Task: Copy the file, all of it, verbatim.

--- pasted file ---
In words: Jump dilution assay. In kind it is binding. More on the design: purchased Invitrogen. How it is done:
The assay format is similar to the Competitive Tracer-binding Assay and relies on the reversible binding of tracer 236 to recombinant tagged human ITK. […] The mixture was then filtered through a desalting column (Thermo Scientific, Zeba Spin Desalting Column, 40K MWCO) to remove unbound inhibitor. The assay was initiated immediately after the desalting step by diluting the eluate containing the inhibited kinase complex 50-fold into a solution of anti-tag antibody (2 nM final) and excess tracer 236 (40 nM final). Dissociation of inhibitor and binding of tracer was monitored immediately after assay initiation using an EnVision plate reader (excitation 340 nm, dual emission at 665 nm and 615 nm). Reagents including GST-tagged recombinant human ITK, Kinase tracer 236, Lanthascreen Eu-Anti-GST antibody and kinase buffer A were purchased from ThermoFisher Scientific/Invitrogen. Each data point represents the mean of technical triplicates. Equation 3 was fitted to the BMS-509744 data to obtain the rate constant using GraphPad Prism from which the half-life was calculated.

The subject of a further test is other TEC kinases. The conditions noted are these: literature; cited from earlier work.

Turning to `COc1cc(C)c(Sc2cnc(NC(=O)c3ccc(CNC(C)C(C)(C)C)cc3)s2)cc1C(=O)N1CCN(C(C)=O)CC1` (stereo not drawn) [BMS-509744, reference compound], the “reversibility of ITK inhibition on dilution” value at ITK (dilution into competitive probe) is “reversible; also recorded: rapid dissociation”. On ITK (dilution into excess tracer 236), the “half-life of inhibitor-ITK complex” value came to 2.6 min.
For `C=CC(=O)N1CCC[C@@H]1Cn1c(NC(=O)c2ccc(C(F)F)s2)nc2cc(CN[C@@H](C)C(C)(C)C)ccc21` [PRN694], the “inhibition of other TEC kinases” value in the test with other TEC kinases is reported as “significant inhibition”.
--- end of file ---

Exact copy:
In words: Jump dilution assay. In kind it is binding. More on the design: purchased Invitrogen. How it is done:
The assay format is similar to the Competitive Tracer-binding Assay and relies on the reversible binding of tracer 236 to recombinant tagged human ITK. […] The mixture was then filtered through a desalting column (Thermo Scientific, Zeba Spin Desalting Column, 40K MWCO) to remove unbound inhibitor. The assay was initiated immediately after the desalting step by diluting the eluate containing the inhibited kinase complex 50-fold into a solution of anti-tag antibody (2 nM final) and excess tracer 236 (40 nM final). Dissociation of inhibitor and binding of tracer was monitored immediately after assay initiation using an EnVision plate reader (excitation 340 nm, dual emission at 665 nm and 615 nm). Reagents including GST-tagged recombinant human ITK, Kinase tracer 236, Lanthascreen Eu-Anti-GST antibody and kinase buffer A were purchased from ThermoFisher Scientific/Invitrogen. Each data point represents the mean of technical triplicates. Equation 3 was fitted to the BMS-509744 data to obtain the rate constant using GraphPad Prism from which the half-life was calculated.

The subject of a further test is other TEC kinases. The conditions noted are these: literature; cited from earlier work.

Turning to `COc1cc(C)c(Sc2cnc(NC(=O)c3ccc(CNC(C)C(C)(C)C)cc3)s2)cc1C(=O)N1CCN(C(C)=O)CC1` (stereo not drawn) [BMS-509744, reference compound], the “reversibility of ITK inhibition on dilution” value at ITK (dilution into competitive probe) is “reversible; also recorded: rapid dissociation”. On ITK (dilution into excess tracer 236), the “half-life of inhibitor-ITK complex” value came to 2.6 min.
For `C=CC(=O)N1CCC[C@@H]1Cn1c(NC(=O)c2ccc(C(F)F)s2)nc2cc(CN[C@@H](C)C(C)(C)C)ccc21` [PRN694], the “inhibition of other TEC kinases” value in the test with other TEC kinases is reported as “significant inhibition”.